- The Washington Times - Tuesday, January 12, 2016

A new report from a federal watchdog unveils a long history of sexual abuse and harassment among National Park Service employees at the Grand Canyon.

An audit released Tuesday by the Interior Department’s Office of Inspector General said male park employees allegedly propositioned female colleagues for sex, touched them inappropriately and made lewd comments during raft trips along the Colorado River.

The report comes after 13 current and former Grand Canyon employees filed a complaint in September 2014 detailing accusations of women being abused during the river trips for the past 15 years.

Grand Canyon National Park manages about 280 miles of the Colorado River, providing emergency and medical services, as well as guiding trips for researchers, politicians and students. Employees guide about a dozen trips per year, and each river trip lasts several weeks. Grand Canyon officials until recently allowed river rafters to bring alcohol on the trips.

Two park employees are assigned to lead each trip. Co-workers spend lengthy stretches of time together traveling down the river beneath the canyon walls and camping on river banks. A satellite phone, provided for emergencies, is their only connection to the outside world, according to the report.



Some of the incidents of sexual harassment on the trips included a male boatman taking a photograph under a female employee’s skirt, a supervisor grabbing a contract employee’s crotch and a male trip leader possibly taking advantage of a woman who became intoxicated while the group was camping one night. The report named no names.

In their letter to Interior Secretary Sally Jewel, employees described scenarios in which men demonstrated threatening behavior toward their female colleagues.

One employee said a boatman yelled at her while holding an ax while he was intoxicated, and another employee was denied food by her male colleague after she refused his sexual advances, according to the report.

“This is another appalling example of how the current civil service system allows the wrong people to be insulated and protected. Supervisors and managers are failing in their management responsibilities and they should be removed,” House Committee on Oversight and Government Reform Chairman Jason Chaffetz, Utah Republican, said in a statement.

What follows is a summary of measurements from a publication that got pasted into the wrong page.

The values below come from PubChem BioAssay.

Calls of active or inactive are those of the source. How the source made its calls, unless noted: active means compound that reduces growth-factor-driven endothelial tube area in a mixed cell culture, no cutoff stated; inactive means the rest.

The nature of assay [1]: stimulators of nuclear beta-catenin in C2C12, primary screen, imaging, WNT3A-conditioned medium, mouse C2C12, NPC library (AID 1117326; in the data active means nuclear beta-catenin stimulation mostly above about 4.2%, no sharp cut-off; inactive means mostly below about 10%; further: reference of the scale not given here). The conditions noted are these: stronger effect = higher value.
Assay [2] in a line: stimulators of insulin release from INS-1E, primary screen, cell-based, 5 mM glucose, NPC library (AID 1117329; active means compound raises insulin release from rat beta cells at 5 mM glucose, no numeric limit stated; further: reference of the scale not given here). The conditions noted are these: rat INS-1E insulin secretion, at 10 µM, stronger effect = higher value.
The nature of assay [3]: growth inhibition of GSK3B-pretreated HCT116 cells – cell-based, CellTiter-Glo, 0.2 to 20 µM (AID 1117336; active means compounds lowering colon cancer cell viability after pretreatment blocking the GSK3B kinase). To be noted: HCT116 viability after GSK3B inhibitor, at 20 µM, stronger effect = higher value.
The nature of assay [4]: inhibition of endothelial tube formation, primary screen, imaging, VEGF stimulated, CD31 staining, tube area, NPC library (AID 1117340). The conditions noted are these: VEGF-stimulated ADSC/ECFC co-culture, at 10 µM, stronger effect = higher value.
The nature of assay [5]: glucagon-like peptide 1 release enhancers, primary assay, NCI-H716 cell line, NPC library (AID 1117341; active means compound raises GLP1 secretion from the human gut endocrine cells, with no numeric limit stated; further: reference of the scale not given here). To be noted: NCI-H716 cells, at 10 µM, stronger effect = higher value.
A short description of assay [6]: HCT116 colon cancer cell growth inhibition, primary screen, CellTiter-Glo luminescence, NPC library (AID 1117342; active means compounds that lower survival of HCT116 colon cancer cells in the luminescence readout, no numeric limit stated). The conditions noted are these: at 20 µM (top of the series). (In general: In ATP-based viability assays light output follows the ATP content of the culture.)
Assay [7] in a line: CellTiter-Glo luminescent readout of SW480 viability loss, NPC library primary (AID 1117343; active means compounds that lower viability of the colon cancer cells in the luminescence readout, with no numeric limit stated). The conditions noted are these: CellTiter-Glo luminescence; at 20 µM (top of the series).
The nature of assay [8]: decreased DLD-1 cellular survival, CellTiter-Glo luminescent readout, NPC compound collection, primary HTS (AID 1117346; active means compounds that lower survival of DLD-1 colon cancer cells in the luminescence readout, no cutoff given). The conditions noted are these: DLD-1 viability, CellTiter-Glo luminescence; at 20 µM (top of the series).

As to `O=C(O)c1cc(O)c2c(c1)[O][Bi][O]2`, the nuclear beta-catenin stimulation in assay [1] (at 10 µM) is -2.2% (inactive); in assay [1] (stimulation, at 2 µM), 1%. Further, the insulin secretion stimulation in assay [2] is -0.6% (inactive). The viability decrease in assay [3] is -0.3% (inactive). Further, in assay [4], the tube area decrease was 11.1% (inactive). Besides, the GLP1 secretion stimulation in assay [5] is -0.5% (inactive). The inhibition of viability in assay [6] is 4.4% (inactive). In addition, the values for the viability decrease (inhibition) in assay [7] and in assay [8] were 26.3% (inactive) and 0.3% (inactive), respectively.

“The culture of overlooking and even rewarding bad behavior is inexcusable. Congress must enact meaningful reforms to weed out those who can’t or won’t do their jobs,” Mr. Chaffetz said.

About a dozen people have faced disciplinary action for sexual misconduct since 2003, ranging from a written reprimand to termination. But investigators say those actions are inconsistent, and many alleged incidents go unreported or aren’t properly vetted by supervisors.

One human resources official told investigators a “laissez faire” attitude exists of “what happens on the river stays on the river.”

Park service officials told investigators they know of the history of sexual misconduct accusations and said the agency has tried to change the “culture on the river.”

Officials changed the river district’s standard operating procedure in May 2014 to restrict the use of alcohol to off-duty hours only, but now that rule has been amended to bar the use of alcohol at any time in river trips.

The Office of Inspector General said it had not conducted any similar investigations on sexual harassment at other national parks.

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